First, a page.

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Urodynamic features and artefacts

Authors


  • Dirk De Ridder led the peer-review process as the Associate Editor responsible for the paper.

  • Conflict of interest: The research has industry sponsorship from five manufacturers of urodynamic equipment: Albyn, Andromeda, Laborie, Mediwatch, and MMS. These sponsors had no influence over the content of the submitted paper.

Abstract

Aims

The aims of this study are to compile a list of common features and artefacts found in urodynamics, to produce definitions of these features, and describe any necessary remedial action. An image and word description for each event has been included as well as statistics providing information on the prevalence and frequency of each event.

Methods

In order to identify the most common features and artefacts 200 consecutive urodynamic traces were reviewed. A random 10% sample was cross-checked to ensure event classification accuracy. To extract significant pressure peaks from the data, an algorithm was written capable of detecting initial resting pressure and updating it as necessary. Significant pressure peaks were defined as those that differed from resting pressure values by 10 cmH2O or more. When describing the events, standard sources were consulted for published definitions. The images selected for each event are typical examples but do not represent the variation that can occur between examples. The patients whose files were used in this study suffered from a variety of lower urinary tract disorders so that it is likely that they cover all common or important urodynamic pressure events.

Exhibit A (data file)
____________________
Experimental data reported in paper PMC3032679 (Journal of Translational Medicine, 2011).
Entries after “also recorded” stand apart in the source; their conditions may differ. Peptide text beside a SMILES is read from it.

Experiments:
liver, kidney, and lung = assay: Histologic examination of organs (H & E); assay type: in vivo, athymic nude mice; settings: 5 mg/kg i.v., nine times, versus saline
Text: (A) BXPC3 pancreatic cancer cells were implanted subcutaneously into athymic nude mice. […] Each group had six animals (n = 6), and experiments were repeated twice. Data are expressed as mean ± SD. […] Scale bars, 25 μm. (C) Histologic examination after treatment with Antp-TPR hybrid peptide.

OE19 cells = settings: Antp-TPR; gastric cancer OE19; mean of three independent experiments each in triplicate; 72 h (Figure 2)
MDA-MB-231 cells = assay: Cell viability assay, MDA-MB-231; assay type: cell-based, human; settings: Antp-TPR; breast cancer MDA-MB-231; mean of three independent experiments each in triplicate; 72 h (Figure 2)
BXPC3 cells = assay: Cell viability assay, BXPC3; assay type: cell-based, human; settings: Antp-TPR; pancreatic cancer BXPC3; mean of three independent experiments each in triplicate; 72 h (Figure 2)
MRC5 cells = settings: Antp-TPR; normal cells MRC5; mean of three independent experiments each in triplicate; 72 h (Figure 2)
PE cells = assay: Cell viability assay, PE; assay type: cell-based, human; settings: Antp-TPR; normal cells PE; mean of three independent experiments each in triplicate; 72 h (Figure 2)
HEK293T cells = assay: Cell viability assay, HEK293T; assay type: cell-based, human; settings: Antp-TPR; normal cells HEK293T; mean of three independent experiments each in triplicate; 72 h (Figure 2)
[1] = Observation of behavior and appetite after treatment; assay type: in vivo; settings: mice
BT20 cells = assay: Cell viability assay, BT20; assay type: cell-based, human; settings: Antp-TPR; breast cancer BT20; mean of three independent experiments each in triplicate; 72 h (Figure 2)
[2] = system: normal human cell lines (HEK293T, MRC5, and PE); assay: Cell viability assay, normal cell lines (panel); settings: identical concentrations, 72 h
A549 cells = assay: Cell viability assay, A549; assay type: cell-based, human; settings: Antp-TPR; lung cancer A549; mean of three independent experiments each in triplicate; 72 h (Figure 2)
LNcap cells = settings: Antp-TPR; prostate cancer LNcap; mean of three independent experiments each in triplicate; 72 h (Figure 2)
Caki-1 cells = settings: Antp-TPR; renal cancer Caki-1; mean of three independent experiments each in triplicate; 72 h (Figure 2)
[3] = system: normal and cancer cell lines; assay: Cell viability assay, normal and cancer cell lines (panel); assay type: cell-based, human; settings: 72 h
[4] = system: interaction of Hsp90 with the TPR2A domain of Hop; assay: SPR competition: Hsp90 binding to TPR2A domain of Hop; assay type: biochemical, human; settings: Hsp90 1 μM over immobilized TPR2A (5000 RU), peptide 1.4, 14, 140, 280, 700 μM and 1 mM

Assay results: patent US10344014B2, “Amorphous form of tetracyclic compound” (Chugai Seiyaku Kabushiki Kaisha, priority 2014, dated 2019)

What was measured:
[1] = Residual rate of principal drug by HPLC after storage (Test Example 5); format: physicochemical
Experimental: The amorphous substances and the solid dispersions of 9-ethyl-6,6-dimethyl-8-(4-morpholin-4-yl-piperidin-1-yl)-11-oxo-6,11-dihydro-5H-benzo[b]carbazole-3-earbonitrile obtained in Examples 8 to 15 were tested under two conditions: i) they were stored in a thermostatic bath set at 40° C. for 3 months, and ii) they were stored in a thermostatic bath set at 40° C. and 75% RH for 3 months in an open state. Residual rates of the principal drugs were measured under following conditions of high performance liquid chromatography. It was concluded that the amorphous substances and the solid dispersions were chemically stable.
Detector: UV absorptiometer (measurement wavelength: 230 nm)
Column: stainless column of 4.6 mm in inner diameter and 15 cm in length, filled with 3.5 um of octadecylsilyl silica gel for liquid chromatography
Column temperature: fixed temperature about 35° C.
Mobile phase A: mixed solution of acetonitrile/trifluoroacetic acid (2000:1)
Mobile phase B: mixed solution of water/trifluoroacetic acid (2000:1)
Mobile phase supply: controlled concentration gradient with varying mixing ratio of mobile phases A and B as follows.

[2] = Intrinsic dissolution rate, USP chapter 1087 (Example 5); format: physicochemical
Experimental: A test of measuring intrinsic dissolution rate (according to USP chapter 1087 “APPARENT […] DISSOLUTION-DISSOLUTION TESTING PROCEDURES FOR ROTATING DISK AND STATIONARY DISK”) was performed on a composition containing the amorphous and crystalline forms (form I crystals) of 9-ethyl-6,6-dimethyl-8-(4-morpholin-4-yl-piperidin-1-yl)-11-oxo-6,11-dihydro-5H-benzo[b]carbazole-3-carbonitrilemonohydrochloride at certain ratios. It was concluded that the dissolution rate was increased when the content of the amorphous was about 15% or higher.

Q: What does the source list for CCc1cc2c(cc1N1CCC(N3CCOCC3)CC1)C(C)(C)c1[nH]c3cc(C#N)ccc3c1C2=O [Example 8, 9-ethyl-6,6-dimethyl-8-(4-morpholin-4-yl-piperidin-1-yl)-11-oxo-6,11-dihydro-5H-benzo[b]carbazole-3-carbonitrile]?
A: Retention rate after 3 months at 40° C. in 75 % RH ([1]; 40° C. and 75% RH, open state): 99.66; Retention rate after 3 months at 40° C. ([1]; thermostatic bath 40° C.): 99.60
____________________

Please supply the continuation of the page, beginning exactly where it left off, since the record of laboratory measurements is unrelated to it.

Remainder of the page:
Results

In total 10,355 pressure events were identified and classified into 19 different categories. For each category, a description, example image and remedial action are included. Where published definitions do not exist, new ones are proposed.

Conclusions

All common or important urodynamic pressure events have been included in this study and descriptions of the events have been included in one article for the first time. Neurourol. Urodynam. 31:1104–1117, 2012. © 2012 Wiley Periodicals, Inc.

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